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? about Hal Higdon training plan... (Read 1290 times)

    I'm doing Hal Higdon's 15K training plan (currently on week 6). For the strength training, he suggests low weight/high reps for runners. Anybody know what "low weight" really means? I know its depends on the person, but I'm confused about how much I should be working towards. NOTE: I'm female, 32, 5'5", about 125 pounds. I've been running since November last year and I strength train about 2 times per week. I'm no body builder- just looking to firm up a little. Right now, I'm doing an average of 30-40 pounds on the circuit training machines at the Y. THanks for any advice! --Anna
      I would pick a set number that you consider high rep first and that will really determine what weight you are going to use. I personally like to set a range of reps, like 12-15 reps per set. I use a specific weight and when I can lift it 16 times I up the weight and can usually get myself into the 12 with the next higher weight. High reps could be 12-15 or 15-20, anything higher than that and I am not sure you would really be getting much benefit out of it as far as strength training goes.
      invisible


        Anybody know what "low weight" really means?
        A weight that you can do 15-working up to- 20 reps with, with moderate effort.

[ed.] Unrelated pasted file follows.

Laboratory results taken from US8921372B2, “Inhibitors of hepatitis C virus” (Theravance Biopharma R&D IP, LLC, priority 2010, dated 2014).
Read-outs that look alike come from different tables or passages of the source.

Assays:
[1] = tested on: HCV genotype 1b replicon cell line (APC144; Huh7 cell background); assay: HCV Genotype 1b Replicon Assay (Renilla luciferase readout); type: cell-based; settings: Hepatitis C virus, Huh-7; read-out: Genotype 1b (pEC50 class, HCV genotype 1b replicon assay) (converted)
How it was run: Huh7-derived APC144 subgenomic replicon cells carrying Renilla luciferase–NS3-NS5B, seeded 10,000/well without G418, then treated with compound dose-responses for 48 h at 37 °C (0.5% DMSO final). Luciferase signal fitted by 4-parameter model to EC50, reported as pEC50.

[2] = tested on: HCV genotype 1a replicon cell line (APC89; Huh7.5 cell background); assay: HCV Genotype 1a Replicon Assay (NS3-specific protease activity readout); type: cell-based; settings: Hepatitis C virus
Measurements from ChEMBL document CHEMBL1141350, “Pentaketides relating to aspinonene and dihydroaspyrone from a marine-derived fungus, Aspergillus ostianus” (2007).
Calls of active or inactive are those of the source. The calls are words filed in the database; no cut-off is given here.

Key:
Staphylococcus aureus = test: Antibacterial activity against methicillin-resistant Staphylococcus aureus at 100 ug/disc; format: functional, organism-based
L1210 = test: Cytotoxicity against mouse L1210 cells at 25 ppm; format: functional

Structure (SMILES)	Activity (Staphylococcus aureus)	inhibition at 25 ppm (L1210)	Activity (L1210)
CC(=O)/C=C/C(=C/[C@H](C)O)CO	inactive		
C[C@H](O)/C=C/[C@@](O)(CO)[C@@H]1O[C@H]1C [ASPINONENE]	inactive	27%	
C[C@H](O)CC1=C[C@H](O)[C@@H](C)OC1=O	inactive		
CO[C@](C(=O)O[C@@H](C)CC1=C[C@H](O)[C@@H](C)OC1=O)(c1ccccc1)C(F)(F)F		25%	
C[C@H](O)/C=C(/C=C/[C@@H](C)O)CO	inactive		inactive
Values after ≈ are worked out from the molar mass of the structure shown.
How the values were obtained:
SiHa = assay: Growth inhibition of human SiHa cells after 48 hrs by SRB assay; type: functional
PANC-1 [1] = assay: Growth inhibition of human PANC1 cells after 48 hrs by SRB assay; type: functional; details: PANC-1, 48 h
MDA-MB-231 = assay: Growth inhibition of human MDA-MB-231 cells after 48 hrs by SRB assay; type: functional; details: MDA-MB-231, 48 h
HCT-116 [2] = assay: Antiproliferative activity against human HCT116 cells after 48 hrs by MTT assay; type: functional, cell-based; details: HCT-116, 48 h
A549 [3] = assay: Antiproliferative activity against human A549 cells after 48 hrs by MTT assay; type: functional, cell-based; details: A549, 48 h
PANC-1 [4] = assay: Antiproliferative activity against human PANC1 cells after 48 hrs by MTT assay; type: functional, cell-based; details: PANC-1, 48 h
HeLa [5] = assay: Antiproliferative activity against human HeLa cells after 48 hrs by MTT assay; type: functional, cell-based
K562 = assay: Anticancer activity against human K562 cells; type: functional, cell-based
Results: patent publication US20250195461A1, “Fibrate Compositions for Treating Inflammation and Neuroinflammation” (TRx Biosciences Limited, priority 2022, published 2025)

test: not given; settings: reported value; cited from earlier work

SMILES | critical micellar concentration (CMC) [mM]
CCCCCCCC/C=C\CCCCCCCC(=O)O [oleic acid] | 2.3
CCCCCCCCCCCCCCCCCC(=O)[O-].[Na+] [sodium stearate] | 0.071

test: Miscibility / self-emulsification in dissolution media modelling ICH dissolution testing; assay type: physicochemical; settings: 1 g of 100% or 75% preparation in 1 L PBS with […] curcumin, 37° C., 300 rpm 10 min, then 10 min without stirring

90 percent of the game is not giving up.
          Thanks! Based on your advice, I think I am right on target. I'm already doing 2 sets of 15 reps. Maybe I'll bump up the reps a little and see how i do.
          invisible


            Thanks! Based on your advice, I think I am right on target. I'm already doing 2 sets of 15 reps. Maybe I'll bump up the reps a little and see how i do.
            You have to. The whole point is progressive overload. When you can do 20 reps, you add enough weight to bring the reps back to 15 and work up to 20 ad infinitum. Smile It's not really for pure strength, although you necessarily must get stronger by doing it. It's more for tissue building. When you have the mass that you want, you should lower the weight and up the reps to 40 working up to 50. When you get to 50, add enough weight to drop the reps down to 40 and do it again. That rep range fills the muscles with capillaries. So, you have mass (not a lot, but enough) with optimal blood supply. Strength training is 1- 6 reps as above. ...but I digress. Smile
            90 percent of the game is not giving up.